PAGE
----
Vietnam Property: A Future Hotspot?
The Vietnamese property market may finally be shaking off its cobwebs and garnering interest from foreign investors as changes in its Housing Laws allow for greater foreign ownership. Previously, most foreigners living and working in Vietnam had to rent due to the very strict regulations emplaced to own a house, which includes a visa, university education, a Vietnamese spouse, and to have contributed ‘significantly’ to the local economy.
Housing Law Changes
That is about to change with the long-awaited Housing Law amendments that Vietnam’s National Assembly passed on 25 November. The law, which will take effect from 1 July, 2015, will remove most of the former restrictions on foreign buyers, and allow foreigners with a valid visa, as well as foreign companies and international organisations to purchase property in the country. The only caveat is that foreigners will be restricted to owning up to 30% in any apartment building or 250 houses per ward.
The liberalisation of property ownership rules will greatly benefit the upscale segment of the Vietnamese property market, which had suffered tremendously after the local property bubble that occurred in 2008 to 2009.
According to CIMB Research, most of the remaining unsold properties consisted of high-end apartments priced above US$150,000. With Hanoi and Ho Chi Minh City’s per capita income at around US$4,000, most of these properties are out of the reach for the locals. However, with only an approximated 15,000 of these apartments left unsold and a current pool of 70,000 expatriates, there is likely to be a greater demand for properties from foreigners. Jones Lang Laselle’s study showed rising demand for upscale properties in both Hanoi and Ho Chi Minh City for the 3rd quarter of 2014.
Hanoi saw 3,000 units sold with newly launched apartments accounting for 69% of the total volume. Interestingly, the take-up rate for high-end apartments saw significant increases, 25% higher in the 3rd quarter than the combined total for the first half of 2014. A likely reason for this could be that local buyers are pre-empting the Housing Law changes and choosing to make an early move on to choice properties, hoping to eventually resell them to foreigners.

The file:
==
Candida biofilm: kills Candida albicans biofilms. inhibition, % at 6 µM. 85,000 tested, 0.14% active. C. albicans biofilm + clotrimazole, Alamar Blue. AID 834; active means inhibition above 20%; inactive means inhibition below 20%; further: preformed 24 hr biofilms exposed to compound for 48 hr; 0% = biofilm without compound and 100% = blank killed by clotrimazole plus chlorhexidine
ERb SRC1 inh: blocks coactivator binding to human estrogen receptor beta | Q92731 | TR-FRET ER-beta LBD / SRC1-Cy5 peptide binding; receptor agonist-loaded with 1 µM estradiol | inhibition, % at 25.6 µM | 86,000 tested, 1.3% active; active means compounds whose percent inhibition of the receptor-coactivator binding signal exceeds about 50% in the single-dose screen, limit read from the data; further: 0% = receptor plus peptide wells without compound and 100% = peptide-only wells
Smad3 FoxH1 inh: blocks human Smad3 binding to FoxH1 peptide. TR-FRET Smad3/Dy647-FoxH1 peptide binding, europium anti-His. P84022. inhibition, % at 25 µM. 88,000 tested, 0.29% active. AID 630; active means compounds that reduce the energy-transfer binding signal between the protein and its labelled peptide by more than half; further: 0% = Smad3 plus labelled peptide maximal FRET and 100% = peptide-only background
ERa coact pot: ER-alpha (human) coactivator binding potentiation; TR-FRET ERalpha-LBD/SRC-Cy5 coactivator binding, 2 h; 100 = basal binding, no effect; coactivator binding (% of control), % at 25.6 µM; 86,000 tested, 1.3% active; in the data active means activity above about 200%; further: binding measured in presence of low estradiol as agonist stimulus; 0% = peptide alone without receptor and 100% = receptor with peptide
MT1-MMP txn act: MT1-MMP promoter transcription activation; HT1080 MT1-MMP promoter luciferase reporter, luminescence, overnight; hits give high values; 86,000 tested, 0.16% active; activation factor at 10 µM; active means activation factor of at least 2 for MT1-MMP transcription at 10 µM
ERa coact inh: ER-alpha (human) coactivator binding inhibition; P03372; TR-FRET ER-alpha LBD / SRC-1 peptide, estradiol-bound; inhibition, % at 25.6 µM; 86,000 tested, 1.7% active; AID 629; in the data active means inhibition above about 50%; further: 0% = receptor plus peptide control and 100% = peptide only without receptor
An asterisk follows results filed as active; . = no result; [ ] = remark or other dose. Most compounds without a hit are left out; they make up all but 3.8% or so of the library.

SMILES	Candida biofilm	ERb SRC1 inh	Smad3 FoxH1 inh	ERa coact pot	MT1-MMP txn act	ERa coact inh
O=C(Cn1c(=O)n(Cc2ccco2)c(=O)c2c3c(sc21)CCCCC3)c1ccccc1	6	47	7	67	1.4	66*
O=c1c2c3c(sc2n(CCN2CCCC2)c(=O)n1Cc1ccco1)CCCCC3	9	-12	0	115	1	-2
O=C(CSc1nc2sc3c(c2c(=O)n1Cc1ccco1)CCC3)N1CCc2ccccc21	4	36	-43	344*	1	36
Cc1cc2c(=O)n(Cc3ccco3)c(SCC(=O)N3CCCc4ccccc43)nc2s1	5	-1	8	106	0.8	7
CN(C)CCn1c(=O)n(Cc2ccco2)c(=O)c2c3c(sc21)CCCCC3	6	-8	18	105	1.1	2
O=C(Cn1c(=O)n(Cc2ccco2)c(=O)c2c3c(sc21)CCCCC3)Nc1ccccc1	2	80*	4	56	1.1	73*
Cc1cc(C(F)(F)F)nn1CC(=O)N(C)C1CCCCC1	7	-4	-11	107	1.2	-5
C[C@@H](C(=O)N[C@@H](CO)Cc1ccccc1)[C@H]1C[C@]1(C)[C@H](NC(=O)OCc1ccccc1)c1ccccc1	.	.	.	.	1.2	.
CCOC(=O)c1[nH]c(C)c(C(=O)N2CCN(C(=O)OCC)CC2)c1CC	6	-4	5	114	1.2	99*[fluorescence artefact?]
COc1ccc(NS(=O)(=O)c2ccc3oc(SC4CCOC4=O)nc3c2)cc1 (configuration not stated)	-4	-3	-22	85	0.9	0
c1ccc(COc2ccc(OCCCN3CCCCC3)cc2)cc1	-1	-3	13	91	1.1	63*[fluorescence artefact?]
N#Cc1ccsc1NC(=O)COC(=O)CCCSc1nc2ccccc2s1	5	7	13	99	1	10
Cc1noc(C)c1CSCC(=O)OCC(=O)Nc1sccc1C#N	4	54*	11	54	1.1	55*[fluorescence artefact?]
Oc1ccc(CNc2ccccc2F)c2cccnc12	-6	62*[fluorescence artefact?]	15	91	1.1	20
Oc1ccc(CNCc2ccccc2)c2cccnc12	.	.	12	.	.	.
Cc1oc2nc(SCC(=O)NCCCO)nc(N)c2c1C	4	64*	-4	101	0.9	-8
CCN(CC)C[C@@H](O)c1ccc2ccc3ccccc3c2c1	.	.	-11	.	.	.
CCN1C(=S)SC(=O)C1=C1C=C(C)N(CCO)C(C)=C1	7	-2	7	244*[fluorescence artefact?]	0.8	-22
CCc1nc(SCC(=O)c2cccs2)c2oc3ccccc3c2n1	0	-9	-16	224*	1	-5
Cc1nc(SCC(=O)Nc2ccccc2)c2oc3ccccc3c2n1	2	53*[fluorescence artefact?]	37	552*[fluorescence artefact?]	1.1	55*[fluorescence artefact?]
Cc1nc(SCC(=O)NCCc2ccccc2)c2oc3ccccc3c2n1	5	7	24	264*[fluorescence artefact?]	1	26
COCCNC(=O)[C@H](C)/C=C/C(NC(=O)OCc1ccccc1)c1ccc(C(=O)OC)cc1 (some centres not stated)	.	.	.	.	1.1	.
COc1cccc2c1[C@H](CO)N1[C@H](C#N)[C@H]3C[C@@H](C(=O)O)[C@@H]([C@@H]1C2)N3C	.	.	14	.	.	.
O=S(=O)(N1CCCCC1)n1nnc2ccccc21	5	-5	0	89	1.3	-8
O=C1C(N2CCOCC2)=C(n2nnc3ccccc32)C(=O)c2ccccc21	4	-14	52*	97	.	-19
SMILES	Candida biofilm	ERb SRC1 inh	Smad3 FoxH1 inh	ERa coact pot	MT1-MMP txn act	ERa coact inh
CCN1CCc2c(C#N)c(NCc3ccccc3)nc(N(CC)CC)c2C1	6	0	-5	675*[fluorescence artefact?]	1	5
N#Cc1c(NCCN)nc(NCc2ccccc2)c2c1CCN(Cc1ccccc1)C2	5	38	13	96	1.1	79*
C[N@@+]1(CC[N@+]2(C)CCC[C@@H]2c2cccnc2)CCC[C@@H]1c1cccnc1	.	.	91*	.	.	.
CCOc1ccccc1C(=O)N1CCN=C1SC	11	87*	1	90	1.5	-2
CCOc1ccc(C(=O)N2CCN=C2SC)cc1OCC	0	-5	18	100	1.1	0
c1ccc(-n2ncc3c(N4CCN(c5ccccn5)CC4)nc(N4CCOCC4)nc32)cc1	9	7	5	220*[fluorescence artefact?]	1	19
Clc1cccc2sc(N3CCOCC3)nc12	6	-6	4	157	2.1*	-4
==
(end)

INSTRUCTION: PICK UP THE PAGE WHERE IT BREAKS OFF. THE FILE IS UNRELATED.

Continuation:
Things are not so different over in Ho Chi Minh City, where apartments priced at over US$1,000 per sqm accounted for 39% of the total quarter’s sales of 2,700 units. Villas and townhouses grew in popularity, with an increase of 13% quarter-on-quarter and doubling the figure of same quarter in 2013. A CBRE report noted a massive 95.8% increase in new launch supply in Ho Chi Minh in the 3rd quarter alone.
In the first three quarters of 2014, Vietnam achieved a trade surplus of US$2.5 billion, with the USA being the country’s largest export market, accounting for US$21 billion in exports. According to The World Bank data, the real GDP growth rate in Vietnam has increased steadily from 5.06% in the first quarter of 2014, to 6.96% in the last quarter of 2014. The Economist’s analysis on Vietnam also reinforced the optimistic outlook with projections for real GDP growth in the country to pick up to between 6% and 6.4% per annum every year from 2016 to 2019.
Further data from Vietnam’s General Statistics Office showed that the country’s export revenues reached US$137 billion, a year-on-year increase of 13.7%, with 67% coming from the Foreign Direct Investment (FDI) sector.
There are also a number of trade pacts and agreements which are in active negotiations, and are expected to bolster Vietnam’s economy in the longer run. These include the Vietnam-European Union Free Trade Agreement set to be finalised in 2015, and the larger Trans-Pacific Partnership.
Jones Lang Lasalle’s Vietnam Property Brief also noted that Vietnam’s retail sales and service turnover increased by 6.2% year-on-year in the first nine months of 2014. Vietnam received about 6.1 million foreign visitors in the first nine months of 2014, up 10.4% year-on-year. As such, the mass market retail sector will likely continue grow as Vietnam will be required by its World Trade Organisation (WTO) obligations to permit businesses to be wholly-owned by foreigners.
These developments all point to a promising future for Vietnam’s economy, which will have a spillover effect onto the property sector as more businesses and expatriates pour into the country. Alternatively, the resurgent and newly open property market in Vietnam can be seen as an additional boon for investors who are already investing in or looking to invest in Vietnam.
Overall, Vietnam’s offerings of affordable upscale properties along with strong foreign property demand and economic prospects will continue to entice investors.